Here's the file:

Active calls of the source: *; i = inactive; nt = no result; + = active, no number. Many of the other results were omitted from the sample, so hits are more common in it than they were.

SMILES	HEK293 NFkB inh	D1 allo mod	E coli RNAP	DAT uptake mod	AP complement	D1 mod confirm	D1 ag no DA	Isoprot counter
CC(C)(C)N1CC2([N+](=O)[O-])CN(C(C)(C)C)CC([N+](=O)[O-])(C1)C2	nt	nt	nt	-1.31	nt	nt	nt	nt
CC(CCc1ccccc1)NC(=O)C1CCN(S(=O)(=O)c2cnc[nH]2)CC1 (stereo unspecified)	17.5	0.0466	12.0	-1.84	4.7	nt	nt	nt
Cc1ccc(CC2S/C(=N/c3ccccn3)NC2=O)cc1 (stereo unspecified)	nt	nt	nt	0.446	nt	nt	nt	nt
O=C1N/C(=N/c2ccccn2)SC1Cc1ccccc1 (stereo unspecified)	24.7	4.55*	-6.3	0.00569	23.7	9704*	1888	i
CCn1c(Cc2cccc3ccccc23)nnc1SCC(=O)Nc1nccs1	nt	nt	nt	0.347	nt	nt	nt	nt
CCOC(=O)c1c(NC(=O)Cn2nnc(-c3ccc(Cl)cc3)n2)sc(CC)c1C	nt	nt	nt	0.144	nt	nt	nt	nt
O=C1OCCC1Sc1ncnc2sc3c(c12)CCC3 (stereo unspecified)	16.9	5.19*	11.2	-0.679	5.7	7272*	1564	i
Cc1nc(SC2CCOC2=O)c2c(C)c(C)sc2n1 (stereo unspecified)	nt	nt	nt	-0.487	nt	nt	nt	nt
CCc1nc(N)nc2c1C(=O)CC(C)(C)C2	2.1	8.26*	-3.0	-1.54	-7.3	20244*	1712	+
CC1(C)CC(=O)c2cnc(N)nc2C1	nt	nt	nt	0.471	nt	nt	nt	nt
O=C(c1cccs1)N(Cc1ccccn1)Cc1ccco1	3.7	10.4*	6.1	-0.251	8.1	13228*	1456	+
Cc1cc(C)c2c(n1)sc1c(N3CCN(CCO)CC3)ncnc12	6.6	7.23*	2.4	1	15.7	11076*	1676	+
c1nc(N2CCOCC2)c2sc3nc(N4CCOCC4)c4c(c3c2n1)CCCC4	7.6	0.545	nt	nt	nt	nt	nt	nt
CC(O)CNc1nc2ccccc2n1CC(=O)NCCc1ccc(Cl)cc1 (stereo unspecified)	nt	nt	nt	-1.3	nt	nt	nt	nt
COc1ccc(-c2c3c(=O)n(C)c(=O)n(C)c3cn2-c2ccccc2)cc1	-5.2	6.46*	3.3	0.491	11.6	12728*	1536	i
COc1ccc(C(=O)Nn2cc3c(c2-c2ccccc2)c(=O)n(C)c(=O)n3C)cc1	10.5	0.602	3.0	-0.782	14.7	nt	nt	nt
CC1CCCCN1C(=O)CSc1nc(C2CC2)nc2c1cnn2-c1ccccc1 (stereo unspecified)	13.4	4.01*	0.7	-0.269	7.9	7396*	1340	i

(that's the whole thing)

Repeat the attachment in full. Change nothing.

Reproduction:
Active calls of the source: *; i = inactive; nt = no result; + = active, no number. Many of the other results were omitted from the sample, so hits are more common in it than they were.

SMILES	HEK293 NFkB inh	D1 allo mod	E coli RNAP	DAT uptake mod	AP complement	D1 mod confirm	D1 ag no DA	Isoprot counter
CC(C)(C)N1CC2([N+](=O)[O-])CN(C(C)(C)C)CC([N+](=O)[O-])(C1)C2	nt	nt	nt	-1.31	nt	nt	nt	nt
CC(CCc1ccccc1)NC(=O)C1CCN(S(=O)(=O)c2cnc[nH]2)CC1 (stereo unspecified)	17.5	0.0466	12.0	-1.84	4.7	nt	nt	nt
Cc1ccc(CC2S/C(=N/c3ccccn3)NC2=O)cc1 (stereo unspecified)	nt	nt	nt	0.446	nt	nt	nt	nt
O=C1N/C(=N/c2ccccn2)SC1Cc1ccccc1 (stereo unspecified)	24.7	4.55*	-6.3	0.00569	23.7	9704*	1888	i
CCn1c(Cc2cccc3ccccc23)nnc1SCC(=O)Nc1nccs1	nt	nt	nt	0.347	nt	nt	nt	nt
CCOC(=O)c1c(NC(=O)Cn2nnc(-c3ccc(Cl)cc3)n2)sc(CC)c1C	nt	nt	nt	0.144	nt	nt	nt	nt
O=C1OCCC1Sc1ncnc2sc3c(c12)CCC3 (stereo unspecified)	16.9	5.19*	11.2	-0.679	5.7	7272*	1564	i
Cc1nc(SC2CCOC2=O)c2c(C)c(C)sc2n1 (stereo unspecified)	nt	nt	nt	-0.487	nt	nt	nt	nt
CCc1nc(N)nc2c1C(=O)CC(C)(C)C2	2.1	8.26*	-3.0	-1.54	-7.3	20244*	1712	+
CC1(C)CC(=O)c2cnc(N)nc2C1	nt	nt	nt	0.471	nt	nt	nt	nt
O=C(c1cccs1)N(Cc1ccccn1)Cc1ccco1	3.7	10.4*	6.1	-0.251	8.1	13228*	1456	+
Cc1cc(C)c2c(n1)sc1c(N3CCN(CCO)CC3)ncnc12	6.6	7.23*	2.4	1	15.7	11076*	1676	+
c1nc(N2CCOCC2)c2sc3nc(N4CCOCC4)c4c(c3c2n1)CCCC4	7.6	0.545	nt	nt	nt	nt	nt	nt
CC(O)CNc1nc2ccccc2n1CC(=O)NCCc1ccc(Cl)cc1 (stereo unspecified)	nt	nt	nt	-1.3	nt	nt	nt	nt
COc1ccc(-c2c3c(=O)n(C)c(=O)n(C)c3cn2-c2ccccc2)cc1	-5.2	6.46*	3.3	0.491	11.6	12728*	1536	i
COc1ccc(C(=O)Nn2cc3c(c2-c2ccccc2)c(=O)n(C)c(=O)n3C)cc1	10.5	0.602	3.0	-0.782	14.7	nt	nt	nt
CC1CCCCN1C(=O)CSc1nc(C2CC2)nc2c1cnn2-c1ccccc1 (stereo unspecified)	13.4	4.01*	0.7	-0.269	7.9	7396*	1340	i